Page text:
It seems that our friends in the Democratic Party have a somewhat different view of what the 2012 elections will bring:
Biden: Dems will take the House
By Mike Lillis – 01/27/12 01:26 PM ET
CAMBRIDGE, Md. — House Democrats will win the House in November, swinging the gavel back into the hands of Rep. Nancy Pelosi (D-Calif.), Vice President Biden predicted Friday.
“Nancy, I think, is not going to be remembered just for being the first woman Speaker,” Biden said, “she’s going to remembered for being the second woman Speaker.”
Addressing House Democrats gathered on the Eastern Shore for their annual retreat, Biden said the combination of GOP obstructionism and a strengthening economy will propel the Democrats back into control of the lower chamber after just two years in the minority.
“It’s becoming absolutely clear the decisions that we made … are actually working,” Biden claimed, almost whispering because he said he’s battling a cold.
That’s a rather odd claim, given that the Democrats are running against “obstructionist” Republicans who won’t let the Democrats get anything done. Yes, the economy is picking up, slowly, but it has been doing so since the so-called stimulus plan projects ended and the second stimulus plan was not passed. Your editor is unsure how the Democrats can claim that their programs are working and concomitantly claim that the Republicans have prevented them from getting their programs passed.
Of course, in claiming that Representative Nancy Pelosi (D-CA) will become the Speaker of the House again, the Democrats are asking to return control to a party which, when in the majority, didn’t even try to do their jobs. The 111th Congress had huge majorities in both the House and Senate, including a filibuster-proof majority in the Senate for part of the time, yet they not only didn’t pass a budget for FY2010 and 2011, but they never even tried! The government was funded not through the standard budget process, but a series of continuing resolutions and omnibus spending bills. The Democrats did not try to pass a budget for FY2010 for the simple reason that they couldn’t agree among themselves . . . and because the Democrats knew that the budget they would have passed, if they could have, would have provided Republicans even more ammunition in the 2010 elections. It didn’t work: the Democrats still lost control of the House of Representatives.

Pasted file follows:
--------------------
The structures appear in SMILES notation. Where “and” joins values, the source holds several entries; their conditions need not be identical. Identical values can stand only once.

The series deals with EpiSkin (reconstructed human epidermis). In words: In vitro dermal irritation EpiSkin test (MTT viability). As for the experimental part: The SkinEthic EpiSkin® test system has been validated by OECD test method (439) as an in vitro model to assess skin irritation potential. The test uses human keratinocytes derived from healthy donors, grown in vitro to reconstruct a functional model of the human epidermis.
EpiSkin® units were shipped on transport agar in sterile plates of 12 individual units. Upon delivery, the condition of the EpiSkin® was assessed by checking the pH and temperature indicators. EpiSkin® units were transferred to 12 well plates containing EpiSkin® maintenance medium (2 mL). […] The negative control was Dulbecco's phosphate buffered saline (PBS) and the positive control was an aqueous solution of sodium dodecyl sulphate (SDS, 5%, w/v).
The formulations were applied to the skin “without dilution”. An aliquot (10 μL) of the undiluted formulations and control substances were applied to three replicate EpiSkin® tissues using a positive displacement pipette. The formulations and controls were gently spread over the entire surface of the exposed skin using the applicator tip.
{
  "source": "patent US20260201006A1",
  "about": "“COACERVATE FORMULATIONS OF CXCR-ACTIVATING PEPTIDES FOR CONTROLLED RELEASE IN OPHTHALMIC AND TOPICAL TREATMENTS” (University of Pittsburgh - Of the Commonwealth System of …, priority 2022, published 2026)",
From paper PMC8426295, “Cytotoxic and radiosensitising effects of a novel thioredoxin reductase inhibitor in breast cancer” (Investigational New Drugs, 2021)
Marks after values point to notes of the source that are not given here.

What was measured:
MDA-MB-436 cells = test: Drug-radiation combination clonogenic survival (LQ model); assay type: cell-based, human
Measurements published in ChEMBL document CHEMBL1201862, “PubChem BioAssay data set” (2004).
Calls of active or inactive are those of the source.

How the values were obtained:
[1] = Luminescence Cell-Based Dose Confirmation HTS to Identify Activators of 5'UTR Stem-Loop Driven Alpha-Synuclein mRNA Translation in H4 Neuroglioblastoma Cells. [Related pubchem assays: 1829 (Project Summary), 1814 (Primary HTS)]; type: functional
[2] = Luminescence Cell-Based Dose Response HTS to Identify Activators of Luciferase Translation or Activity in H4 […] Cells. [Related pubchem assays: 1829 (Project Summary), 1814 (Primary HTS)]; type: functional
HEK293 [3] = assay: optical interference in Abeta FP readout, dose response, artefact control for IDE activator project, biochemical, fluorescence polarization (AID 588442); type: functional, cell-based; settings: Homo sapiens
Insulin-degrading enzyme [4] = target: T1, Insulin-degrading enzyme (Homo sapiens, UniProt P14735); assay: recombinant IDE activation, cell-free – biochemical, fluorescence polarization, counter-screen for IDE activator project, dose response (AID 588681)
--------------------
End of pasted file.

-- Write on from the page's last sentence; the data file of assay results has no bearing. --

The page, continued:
The Republicans have done a little bit better: at least the House passed a budget this year, but the Senate, still controlled by the Democrats, voted it down, and never passed a replacement budget. But total federal spending has gone through the roof, under both Republicans and Democrats:
The Democrats would complain that these are due to the costs of the wars in Iraq and Afghanistan, but it doesn’t take much research to demonstrate that that is bogus. According to the anti-war site costofwar.com, the federal government spent a total of $1.38 trillion on both Afghanistan and Iraq since 2001, which is less than the amount of inflation adjusted spending increase for just one year, FY2011. FY2011 spending on Iraq and Afghanistan was $169.4 billion, while the inflation-adjusted spending increase from FY2001, the last balanced budget, is $1.5 trillion. Interest on the national debt, which was certainly run up way, way, way too high under President Bush — although the increase in the national debt under just three years under President Obama has almost equaled the increase in eight years under President Bush — was $454,393,280,417.03 in FY2011. If we assign all of the cost of the wars in FY2011, and all of the interest costs in FY2011 to President Bush — something the Democrats would certainly like to do, even though the 2009 stimulus plan added nearly a trillion to the national debt all by itself — we have remaining federal spending almost $900 billion above inflation-adjusted FY2001 levels.
Or, put another way, if we zeroed out the costs of the wars and of interest on the national debt, and subtracted them from the final FY2011 budget deficit of $1,299 billion, the deficit would still have been $675.2 billion, higher than any of the deficits President Bush ran other than FY2009, when most of the budget was delayed by the Democrats and actually passed after Barack Obama became President.
Of course, while the wars will end, and disappear from the budget, we can’t just zero out the interest on the national debt, and at some point this summer, we will have added more to the national debt in 3½ years under President Obama than in all eight years under President Bush. We are continuing to spend at an unsustainable level, and if Vice President Biden gets his wish, that pattern will go on and on until we fall into the type of economic crisis that has beset Greece and Spain and Italy and Portugal.